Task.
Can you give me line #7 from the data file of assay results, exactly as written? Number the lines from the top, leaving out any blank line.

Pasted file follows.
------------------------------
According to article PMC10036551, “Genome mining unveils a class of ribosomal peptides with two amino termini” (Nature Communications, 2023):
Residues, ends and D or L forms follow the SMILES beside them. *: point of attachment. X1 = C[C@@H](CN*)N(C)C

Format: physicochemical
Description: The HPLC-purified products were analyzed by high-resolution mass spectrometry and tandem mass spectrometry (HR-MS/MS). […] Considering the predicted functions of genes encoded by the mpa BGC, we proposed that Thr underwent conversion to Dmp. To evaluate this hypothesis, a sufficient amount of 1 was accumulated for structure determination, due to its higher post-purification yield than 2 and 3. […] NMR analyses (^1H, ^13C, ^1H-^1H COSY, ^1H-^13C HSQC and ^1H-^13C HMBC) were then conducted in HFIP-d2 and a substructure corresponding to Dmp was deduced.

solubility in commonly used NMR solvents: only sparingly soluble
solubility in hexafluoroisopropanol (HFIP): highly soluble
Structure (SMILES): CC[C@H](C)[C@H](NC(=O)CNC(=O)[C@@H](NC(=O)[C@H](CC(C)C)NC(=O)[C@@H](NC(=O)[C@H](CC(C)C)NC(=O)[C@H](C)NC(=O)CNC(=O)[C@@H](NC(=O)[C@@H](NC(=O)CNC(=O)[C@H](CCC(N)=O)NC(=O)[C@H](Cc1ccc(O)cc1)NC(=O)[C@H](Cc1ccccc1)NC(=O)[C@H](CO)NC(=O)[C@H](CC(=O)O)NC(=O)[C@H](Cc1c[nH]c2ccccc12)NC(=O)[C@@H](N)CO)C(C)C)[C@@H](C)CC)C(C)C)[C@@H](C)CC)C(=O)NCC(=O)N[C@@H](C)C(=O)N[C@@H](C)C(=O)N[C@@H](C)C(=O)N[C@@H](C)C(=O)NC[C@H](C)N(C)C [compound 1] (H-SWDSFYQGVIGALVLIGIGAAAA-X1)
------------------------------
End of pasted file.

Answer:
Structure (SMILES): CC[C@H](C)[C@H](NC(=O)CNC(=O)[C@@H](NC(=O)[C@H](CC(C)C)NC(=O)[C@@H](NC(=O)[C@H](CC(C)C)NC(=O)[C@H](C)NC(=O)CNC(=O)[C@@H](NC(=O)[C@@H](NC(=O)CNC(=O)[C@H](CCC(N)=O)NC(=O)[C@H](Cc1ccc(O)cc1)NC(=O)[C@H](Cc1ccccc1)NC(=O)[C@H](CO)NC(=O)[C@H](CC(=O)O)NC(=O)[C@H](Cc1c[nH]c2ccccc12)NC(=O)[C@@H](N)CO)C(C)C)[C@@H](C)CC)C(C)C)[C@@H](C)CC)C(=O)NCC(=O)N[C@@H](C)C(=O)N[C@@H](C)C(=O)N[C@@H](C)C(=O)N[C@@H](C)C(=O)NC[C@H](C)N(C)C [compound 1] (H-SWDSFYQGVIGALVLIGIGAAAA-X1)